John Ostrander is Late To The Party
I’m not the most punctual person. Sometimes I am late to the party. Well, okay – I’m usually late to the party. Maybe showing up just as the party is ending. These columns, for example, usually get in just under the wire thus making my revered editor tear out what little hair he has left. I think of it as part of a game we play. I don’t think he likes the game that much.
I sometimes lose this game of temporal brinkmanship. Recently I missed a scheduled flight (for the first time in decades). I think I arrived at my brother-in-law Fred’s 75th birthday in time for his 76th birthday. I also have missed seeing at the theater some of the movies I really do want to see. Or getting in to see them just under the wire.
I recently had a chance to see Pixar’s latest offering, Inside Out, just before it left the theater. And I barely made it to that. So anything I may have to say about it may be moot. If you intended to see it, you probably already have and, if you don’t intend to see it, you won’t care. Maybe, however, you’re one of these people who wait until movies come out on disc or to Netflix or whatever so you can see it on your Apple Watch or whatever.
I do not approve of this practice; yes, I also buy discs but it is usually for movies I have experienced in the theater first which I regard as the proper way to see the film. Seeing a photograph of a famous painting is all right but it is not the same as seeing the painting itself. It’s better than not seeing it at all but it’s not the same experience. Hmmm… I’ve drifted a bit off-topic.
I’ve been a fan of Pixar for a long time and have seen almost all their films in the theater first. I initially passed on Cars because I’m not a fan of stock car racing. My mistake. I now have the disc which I watch frequently. I did, however, pass on Cars 2 and that, from what I’ve read, may have been the right choice.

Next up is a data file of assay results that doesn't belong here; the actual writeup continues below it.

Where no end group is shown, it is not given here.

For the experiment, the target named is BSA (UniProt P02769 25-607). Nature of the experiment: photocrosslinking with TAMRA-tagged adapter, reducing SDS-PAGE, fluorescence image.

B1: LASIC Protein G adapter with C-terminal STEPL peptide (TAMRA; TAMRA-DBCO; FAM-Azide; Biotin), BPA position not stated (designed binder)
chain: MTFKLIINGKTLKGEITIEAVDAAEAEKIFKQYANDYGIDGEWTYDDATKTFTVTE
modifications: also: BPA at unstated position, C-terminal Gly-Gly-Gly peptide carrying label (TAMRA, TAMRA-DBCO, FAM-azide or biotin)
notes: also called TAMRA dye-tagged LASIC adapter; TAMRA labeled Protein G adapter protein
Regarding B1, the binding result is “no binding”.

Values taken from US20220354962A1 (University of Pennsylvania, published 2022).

Inside Out focuses on an eleven year old girl, Riley, who moves with her Mom and Dad from Minnesota to San Francisco. The gimmick is that we see Riley’s life and her responses from inside her head which are controlled by five essential emotions – Joy, Anger, Fear, Disgust, and Sadness. Riley’s interior life is brilliantly imagined and realized visually. There are surprises at every turn and a deeply involving story. The movie is wonderfully cast (whoever thought to cast Lewis Black as Anger deserves a raise) and terrifically acted, full of genuine emotion. It also feels psychologically true to this layman. Inside Out has better characters, dialogue, and deeper insights into the human psyche than many so-called “straight” live dramas.
This is what Pixar so often does. You think you’re going to see an animated film – a cartoon – and they give you so much more than you anticipated. Pixar’s films should have a shot at the Best Picture Oscar and not just for Animated Feature. I think they’re that good.
So, if you’re one of those who wait to watch movies at home, add Inside Out to your playlist and kick it towards the top. If it is still playing in a theater near you, run out and see it while you have the chance.
Don’t be late to the party.